Interview of Lisa Frazza
- The Crafts in Hollywood: Production Design
- COVID-19 PandemicFilm and Television
- Frazza, Lisa
- Place Conducted:
- Because of the necessity of restricting personal contact during the COVID-19 pandemic, the sessions were conducted by phone.
- Supporting Documents:
- Records relating to the interview are located in the office of the UCLA Library's Center for Oral History Research.
- Interviewer Background and Preparation:
- The interview was conducted by Jane Collings, principal editor and interviewer, UCLA Center for Oral History Research; Ph.D., Critical Studies in Film and Television, UCLA.
- Processing of Interview:
- The interviewer prepared a timed log of the audio recording of the interview. The interviewee was given the opportunity to review the log in order to supply missing or misspelled names and to verify the accuracy of the content. The corrections made were entered into the text without further editing or review on the part of the Center for Oral History Research staff.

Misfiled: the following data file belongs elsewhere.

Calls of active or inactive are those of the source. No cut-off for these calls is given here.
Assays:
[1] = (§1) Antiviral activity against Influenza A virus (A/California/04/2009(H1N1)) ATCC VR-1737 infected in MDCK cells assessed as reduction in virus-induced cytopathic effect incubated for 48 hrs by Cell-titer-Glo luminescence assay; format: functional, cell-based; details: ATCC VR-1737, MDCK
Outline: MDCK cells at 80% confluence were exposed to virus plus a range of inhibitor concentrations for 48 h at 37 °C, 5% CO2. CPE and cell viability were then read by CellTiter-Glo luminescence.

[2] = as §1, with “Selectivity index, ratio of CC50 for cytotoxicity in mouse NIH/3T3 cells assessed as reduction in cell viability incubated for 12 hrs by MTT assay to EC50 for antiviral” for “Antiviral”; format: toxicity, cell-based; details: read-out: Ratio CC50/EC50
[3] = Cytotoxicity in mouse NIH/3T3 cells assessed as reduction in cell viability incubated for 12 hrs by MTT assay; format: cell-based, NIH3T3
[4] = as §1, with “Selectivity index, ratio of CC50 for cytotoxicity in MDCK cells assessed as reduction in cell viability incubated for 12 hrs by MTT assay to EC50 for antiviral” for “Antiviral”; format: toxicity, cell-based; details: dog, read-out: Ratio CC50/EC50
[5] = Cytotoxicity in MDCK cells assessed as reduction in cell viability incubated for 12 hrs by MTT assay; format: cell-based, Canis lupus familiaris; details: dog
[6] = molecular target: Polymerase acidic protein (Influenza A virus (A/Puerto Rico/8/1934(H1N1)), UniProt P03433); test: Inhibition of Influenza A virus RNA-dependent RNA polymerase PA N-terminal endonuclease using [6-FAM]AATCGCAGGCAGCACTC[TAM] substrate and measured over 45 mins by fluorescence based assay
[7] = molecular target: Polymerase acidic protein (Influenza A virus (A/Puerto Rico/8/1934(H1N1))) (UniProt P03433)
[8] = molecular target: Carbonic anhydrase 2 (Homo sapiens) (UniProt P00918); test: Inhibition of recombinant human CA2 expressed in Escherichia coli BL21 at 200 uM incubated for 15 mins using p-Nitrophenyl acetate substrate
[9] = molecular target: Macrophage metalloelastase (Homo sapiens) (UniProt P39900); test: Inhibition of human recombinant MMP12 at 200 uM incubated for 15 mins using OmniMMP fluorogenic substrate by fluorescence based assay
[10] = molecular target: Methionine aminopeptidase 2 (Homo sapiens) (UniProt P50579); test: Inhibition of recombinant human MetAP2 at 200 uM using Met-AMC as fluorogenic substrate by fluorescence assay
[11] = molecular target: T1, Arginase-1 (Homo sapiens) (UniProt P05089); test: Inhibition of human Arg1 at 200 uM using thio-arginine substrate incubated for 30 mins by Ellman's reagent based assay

- 2.5 hrs.
- Regents of the University of California, UCLA Library.
- Series Statement:
- This series of interviews was undertaken in collaboration with the Art Directors Guild. Its aim is to document the lives and work of Guild members and staff who have made a significant contribution to film and television history. Interviews capture the work of title artists, set designers, art directors, production designers, and many other categories. The contribution of labor unions in shaping the conditions of the work is also addressed.
Working at CBS Television City as lead journeyman scenic artist when everyone was sent home due to Covid shutdown—Very complicated to receive unemployment insurance pay—Returns to work under strict anti-infection protocols—Production was frequently shut down due to a Covid case—Coping strategies for social distancing and socializing—Maintained a self-care routine of relaxation techniques—Neighbors helped each other—Knew she could not refuse to return to work or risk being fired.
Began to study art at an early age—Joins the United Scenic Artist union in New York—Later joins the International Alliance of Theatrical Stage Employees in Boston—Transfers to Local 816, Scenic, Title and Graphic artists, in Los Angeles—Begins work in LA area as assistant scenic artist—Learns from John Moffitt and Mike Denering as well as people at the CBS scene shop—Frequently one of few women on the floor—Works on The Bold and Beautiful at CBS—Production slowly starting back up under new Covid protocols.